Its name is synonymous with quality basics that are easy on the wallet. Now, Uniqlo wants to add “trendy” to its calling card too.
Its spring/summer 2013 collection features a riot of prints and bright hues, the first time the Japanese casualwear giant says it has embraced such a wide array of patterns and colours at the same time.
“There is a perception that Uniqlo is less trendy and fashion-focused,” Mr Naoki Otoma, group executive vice-president of Fast Retailing, Uniqlo’s parent company, told a group of five Singapore journalists last November during a preview of its upcoming designs in Tokyo.
“With its global expansion, the brand is aiming for a certain universality… the apparel will be functional, high quality and contain some aspects of trends.”
However, the brand will not dictate fashion trends like other retailers, he added. So expect fashion-conscious rather than fashion-forward designs.
“With products that are simple and not over-designed, each piece of apparel remains relevant to all consumers,” said Mr Otoma, who is also the managing director of Uniqlo Asia and Japan.
True to its “Made For All” philosophy, which has been recast as “LifeWear” from this season, Uniqlo is aiming for versatile, attractive clothes that complement consumers’ lifestyles.
Special attention has been paid to bottoms for spring/summer 2013. No longer the neutral partner to statement tops, shorts, skirts and pants now come in rainbow hues and on-trend prints, such as checks, florals and other fun motifs.
For example, men’s chino shorts are offered in 20 colours, from lemon yellow to raspberry pink, and sport patterns such as anchor motifs, paisley prints and madras checks. Even boxer briefs have been jazzed up with nautical elements.
While the brand has always been known for clean, if bland, wardrobe staples, Uniqlo’s design director Naoki Takizawa said: “We now want to create more energy.”
Under his watchful eye, the brand will, for the first time, offer seasonal collections comprising cohesive ranges with coordinated looks and styles.
Prices for the spring/summer 2013 collection range from $16.90 for a T-shirt to $69.90 for bottoms and dresses.
Four main colour themes dominate this season’s collection: herb, a range of earthy colours from light camel to rich mocha; marine, a fresh palette of light and bright aqua shades of blue and green; gelato, a spread of vivid hues from mint green to sherbert pink; and denim, which plays with various colours of jeans, including indigo and khaki, for the hot denim-on-denim trend.
The first batch of designs hit stores in January and more spring/summer togs will be rolled out till July.
Mr Takizawa, who joined Uniqlo in 2011, was the creative director of Issey Miyake from 1999 to 2007. He handed the reins over to Dai Fujiwara when he went on to start his own namesake label under the Issey Miyake house.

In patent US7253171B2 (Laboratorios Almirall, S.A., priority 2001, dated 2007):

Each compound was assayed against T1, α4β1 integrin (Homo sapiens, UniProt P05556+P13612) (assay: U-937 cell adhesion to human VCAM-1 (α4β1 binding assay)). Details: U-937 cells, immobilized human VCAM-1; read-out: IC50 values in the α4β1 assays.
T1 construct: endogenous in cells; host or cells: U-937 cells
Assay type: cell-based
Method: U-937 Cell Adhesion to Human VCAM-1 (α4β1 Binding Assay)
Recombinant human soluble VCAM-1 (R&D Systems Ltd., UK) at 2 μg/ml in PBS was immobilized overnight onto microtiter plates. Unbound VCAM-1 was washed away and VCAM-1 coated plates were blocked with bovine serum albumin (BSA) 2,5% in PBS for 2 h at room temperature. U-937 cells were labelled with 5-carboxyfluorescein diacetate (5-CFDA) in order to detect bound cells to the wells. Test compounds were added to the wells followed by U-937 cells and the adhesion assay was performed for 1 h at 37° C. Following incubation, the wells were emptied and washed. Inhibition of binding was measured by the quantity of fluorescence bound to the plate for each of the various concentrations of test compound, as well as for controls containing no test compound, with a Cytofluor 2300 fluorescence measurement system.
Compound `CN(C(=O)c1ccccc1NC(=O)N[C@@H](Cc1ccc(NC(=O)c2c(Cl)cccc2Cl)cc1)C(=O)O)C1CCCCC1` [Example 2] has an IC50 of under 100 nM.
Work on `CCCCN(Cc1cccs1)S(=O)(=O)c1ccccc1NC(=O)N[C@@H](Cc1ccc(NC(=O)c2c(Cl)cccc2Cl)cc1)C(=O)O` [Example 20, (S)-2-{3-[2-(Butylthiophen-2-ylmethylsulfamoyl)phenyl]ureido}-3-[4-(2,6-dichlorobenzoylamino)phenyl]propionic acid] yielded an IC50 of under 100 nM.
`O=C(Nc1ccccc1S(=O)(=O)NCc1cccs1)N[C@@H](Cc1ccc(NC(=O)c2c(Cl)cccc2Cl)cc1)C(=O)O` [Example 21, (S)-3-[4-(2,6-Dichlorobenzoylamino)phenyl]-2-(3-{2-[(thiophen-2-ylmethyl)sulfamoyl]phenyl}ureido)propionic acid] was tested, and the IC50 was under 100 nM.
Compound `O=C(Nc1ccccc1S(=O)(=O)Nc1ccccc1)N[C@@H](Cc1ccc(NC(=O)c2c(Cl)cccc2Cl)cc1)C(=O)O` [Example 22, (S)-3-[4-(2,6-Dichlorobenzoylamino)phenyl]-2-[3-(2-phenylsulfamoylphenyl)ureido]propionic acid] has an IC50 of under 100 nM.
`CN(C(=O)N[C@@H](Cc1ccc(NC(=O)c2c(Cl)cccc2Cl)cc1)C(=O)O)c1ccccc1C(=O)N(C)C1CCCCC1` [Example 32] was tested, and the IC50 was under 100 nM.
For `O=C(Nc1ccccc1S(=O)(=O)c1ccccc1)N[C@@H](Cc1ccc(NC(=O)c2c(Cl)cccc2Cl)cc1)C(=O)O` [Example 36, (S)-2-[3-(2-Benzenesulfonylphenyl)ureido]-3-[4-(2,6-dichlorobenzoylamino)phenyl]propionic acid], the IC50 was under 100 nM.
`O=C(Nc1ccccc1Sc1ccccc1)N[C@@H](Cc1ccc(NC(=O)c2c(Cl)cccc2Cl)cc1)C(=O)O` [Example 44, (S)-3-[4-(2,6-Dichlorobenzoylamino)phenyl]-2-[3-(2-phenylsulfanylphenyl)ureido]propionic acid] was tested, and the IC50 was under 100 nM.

While different teams used to take charge of different categories in the past, Mr Takizawa’s role now is to ensure “the story is connected”.
“I’m like a conductor coordinating a very good team,” he said. “I supervise the collection to make sure, for example, we pick the right colours, the trousers offer the best fit and all the items can be mixed to create cohesive looks.”
At a press exhibition where mannequins were used to showcase the results, floral green skinny jeans were paired with a blush-toned tee under a sherbert yellow parka, while a cyan tee was matchmade with Cheetos orange bermudas and pepped up with a light orange bandana in gingham checks.
The latest collection also sees the largest number of dresses ever, although Uniqlo cannot offer exact figures.
Instead of the usual looser cuts and solid basic hues, such as grey, black and navy blue, they now come in a myriad of styles, shapes and fabrics.
Priced from $34.90 to $69.90, the designs include pretty stripes and florals, shirt dresses with drop waists, as well as broderie anglaise frocks and soft jersey maxis.
Explaining the brand’s new push for dresses, Mr Yukihiro Katsuta, Fast Retailing’s group senior vice-president (R&D), said: “We didn’t have enough dresses in the past. They are easy to wear. You just slip them on and don’t have to think about coordination.
“If you add wrinkle-free, easy-care fabrics and a great colour or print, that will give customers more reason to buy our dresses.”
But the brand, which started as a single store in Hiroshima in 1984, will retain its competitive edge even as it works on polishing its fashion cred. Offering comfort, functionality and the best quality at the lowest prices possible remains Uniqlo’s top priority.
Mr Otoma noted: “If we are selling something that other companies also offer, we can’t have the advantage. So originality and innovation are key for Uniqlo.”
The use of innovative fabrics, for instance, is clearly its strong suit. Its thin yet toasty Heattech thermalwear range and the Airism line of cooling innerwear, dubbed “summer’s answer to Heattech”, are good examples.
Last season, it also released jeans which have been treated to make them softer than regular denim.
So while it may draw the same crowd as Zara, H&M and other fast-fashion retailers with democratic pricing, Mr Takizawa said: “We need to inject a sense of trend but we have to find our own way in this fashion story.”
This article was first run in The Straits Times newspaper on March 1, 2013. For similar stories, go
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